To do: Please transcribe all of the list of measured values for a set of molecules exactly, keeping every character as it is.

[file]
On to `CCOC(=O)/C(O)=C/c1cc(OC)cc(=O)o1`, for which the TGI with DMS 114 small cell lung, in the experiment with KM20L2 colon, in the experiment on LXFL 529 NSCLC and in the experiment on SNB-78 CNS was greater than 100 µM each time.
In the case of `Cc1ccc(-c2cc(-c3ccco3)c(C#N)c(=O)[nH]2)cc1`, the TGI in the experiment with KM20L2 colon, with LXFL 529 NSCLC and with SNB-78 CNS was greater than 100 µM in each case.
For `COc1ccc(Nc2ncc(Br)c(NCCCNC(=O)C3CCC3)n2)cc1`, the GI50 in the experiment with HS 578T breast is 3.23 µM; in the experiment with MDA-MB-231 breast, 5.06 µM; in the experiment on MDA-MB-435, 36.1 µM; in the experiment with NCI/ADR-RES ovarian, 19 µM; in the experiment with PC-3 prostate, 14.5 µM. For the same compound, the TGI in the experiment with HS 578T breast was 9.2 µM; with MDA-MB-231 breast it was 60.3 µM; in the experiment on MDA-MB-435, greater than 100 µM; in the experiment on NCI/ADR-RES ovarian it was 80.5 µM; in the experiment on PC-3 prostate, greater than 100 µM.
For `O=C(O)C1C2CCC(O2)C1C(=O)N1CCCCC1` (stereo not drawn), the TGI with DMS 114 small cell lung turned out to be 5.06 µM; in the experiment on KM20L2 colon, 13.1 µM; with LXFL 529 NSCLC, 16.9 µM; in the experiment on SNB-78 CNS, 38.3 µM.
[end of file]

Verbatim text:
On to `CCOC(=O)/C(O)=C/c1cc(OC)cc(=O)o1`, for which the TGI with DMS 114 small cell lung, in the experiment with KM20L2 colon, in the experiment on LXFL 529 NSCLC and in the experiment on SNB-78 CNS was greater than 100 µM each time.
In the case of `Cc1ccc(-c2cc(-c3ccco3)c(C#N)c(=O)[nH]2)cc1`, the TGI in the experiment with KM20L2 colon, with LXFL 529 NSCLC and with SNB-78 CNS was greater than 100 µM in each case.
For `COc1ccc(Nc2ncc(Br)c(NCCCNC(=O)C3CCC3)n2)cc1`, the GI50 in the experiment with HS 578T breast is 3.23 µM; in the experiment with MDA-MB-231 breast, 5.06 µM; in the experiment on MDA-MB-435, 36.1 µM; in the experiment with NCI/ADR-RES ovarian, 19 µM; in the experiment with PC-3 prostate, 14.5 µM. For the same compound, the TGI in the experiment with HS 578T breast was 9.2 µM; with MDA-MB-231 breast it was 60.3 µM; in the experiment on MDA-MB-435, greater than 100 µM; in the experiment on NCI/ADR-RES ovarian it was 80.5 µM; in the experiment on PC-3 prostate, greater than 100 µM.
For `O=C(O)C1C2CCC(O2)C1C(=O)N1CCCCC1` (stereo not drawn), the TGI with DMS 114 small cell lung turned out to be 5.06 µM; in the experiment on KM20L2 colon, 13.1 µM; with LXFL 529 NSCLC, 16.9 µM; in the experiment on SNB-78 CNS, 38.3 µM.